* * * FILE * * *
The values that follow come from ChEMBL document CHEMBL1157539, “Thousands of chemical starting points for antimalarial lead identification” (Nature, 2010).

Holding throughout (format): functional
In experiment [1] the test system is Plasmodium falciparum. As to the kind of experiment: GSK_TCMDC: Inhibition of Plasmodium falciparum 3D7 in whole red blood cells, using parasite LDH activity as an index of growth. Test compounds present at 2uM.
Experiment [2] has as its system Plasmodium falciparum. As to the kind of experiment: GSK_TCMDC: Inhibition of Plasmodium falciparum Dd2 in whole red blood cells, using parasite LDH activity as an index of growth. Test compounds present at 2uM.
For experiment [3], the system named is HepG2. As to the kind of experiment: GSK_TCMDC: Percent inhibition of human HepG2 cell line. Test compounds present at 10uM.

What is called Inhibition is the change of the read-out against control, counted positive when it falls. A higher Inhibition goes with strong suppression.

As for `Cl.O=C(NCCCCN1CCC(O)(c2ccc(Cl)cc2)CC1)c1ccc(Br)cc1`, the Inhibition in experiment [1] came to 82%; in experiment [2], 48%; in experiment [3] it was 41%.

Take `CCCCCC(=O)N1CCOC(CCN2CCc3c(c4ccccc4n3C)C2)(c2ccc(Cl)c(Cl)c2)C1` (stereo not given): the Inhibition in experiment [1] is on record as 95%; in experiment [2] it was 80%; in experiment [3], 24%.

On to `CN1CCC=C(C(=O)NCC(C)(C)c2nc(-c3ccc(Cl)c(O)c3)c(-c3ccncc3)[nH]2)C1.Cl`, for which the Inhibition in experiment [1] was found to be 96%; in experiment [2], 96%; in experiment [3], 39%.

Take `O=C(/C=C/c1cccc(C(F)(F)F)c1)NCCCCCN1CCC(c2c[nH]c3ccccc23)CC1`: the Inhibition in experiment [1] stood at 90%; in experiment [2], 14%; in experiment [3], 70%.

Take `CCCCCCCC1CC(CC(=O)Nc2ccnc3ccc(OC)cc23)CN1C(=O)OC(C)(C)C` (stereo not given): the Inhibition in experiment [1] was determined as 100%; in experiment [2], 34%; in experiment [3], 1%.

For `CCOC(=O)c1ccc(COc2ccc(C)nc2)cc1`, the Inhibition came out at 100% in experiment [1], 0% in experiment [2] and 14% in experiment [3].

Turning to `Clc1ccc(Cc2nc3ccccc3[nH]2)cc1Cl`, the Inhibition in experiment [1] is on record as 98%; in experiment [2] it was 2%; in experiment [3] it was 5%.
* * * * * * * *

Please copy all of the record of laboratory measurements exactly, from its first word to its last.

The values that follow come from ChEMBL document CHEMBL1157539, “Thousands of chemical starting points for antimalarial lead identification” (Nature, 2010).

Holding throughout (format): functional
In experiment [1] the test system is Plasmodium falciparum. As to the kind of experiment: GSK_TCMDC: Inhibition of Plasmodium falciparum 3D7 in whole red blood cells, using parasite LDH activity as an index of growth. Test compounds present at 2uM.
Experiment [2] has as its system Plasmodium falciparum. As to the kind of experiment: GSK_TCMDC: Inhibition of Plasmodium falciparum Dd2 in whole red blood cells, using parasite LDH activity as an index of growth. Test compounds present at 2uM.
For experiment [3], the system named is HepG2. As to the kind of experiment: GSK_TCMDC: Percent inhibition of human HepG2 cell line. Test compounds present at 10uM.

What is called Inhibition is the change of the read-out against control, counted positive when it falls. A higher Inhibition goes with strong suppression.

As for `Cl.O=C(NCCCCN1CCC(O)(c2ccc(Cl)cc2)CC1)c1ccc(Br)cc1`, the Inhibition in experiment [1] came to 82%; in experiment [2], 48%; in experiment [3] it was 41%.

Take `CCCCCC(=O)N1CCOC(CCN2CCc3c(c4ccccc4n3C)C2)(c2ccc(Cl)c(Cl)c2)C1` (stereo not given): the Inhibition in experiment [1] is on record as 95%; in experiment [2] it was 80%; in experiment [3], 24%.

On to `CN1CCC=C(C(=O)NCC(C)(C)c2nc(-c3ccc(Cl)c(O)c3)c(-c3ccncc3)[nH]2)C1.Cl`, for which the Inhibition in experiment [1] was found to be 96%; in experiment [2], 96%; in experiment [3], 39%.

Take `O=C(/C=C/c1cccc(C(F)(F)F)c1)NCCCCCN1CCC(c2c[nH]c3ccccc23)CC1`: the Inhibition in experiment [1] stood at 90%; in experiment [2], 14%; in experiment [3], 70%.

Take `CCCCCCCC1CC(CC(=O)Nc2ccnc3ccc(OC)cc23)CN1C(=O)OC(C)(C)C` (stereo not given): the Inhibition in experiment [1] was determined as 100%; in experiment [2], 34%; in experiment [3], 1%.

For `CCOC(=O)c1ccc(COc2ccc(C)nc2)cc1`, the Inhibition came out at 100% in experiment [1], 0% in experiment [2] and 14% in experiment [3].

Turning to `Clc1ccc(Cc2nc3ccccc3[nH]2)cc1Cl`, the Inhibition in experiment [1] is on record as 98%; in experiment [2] it was 2%; in experiment [3] it was 5%.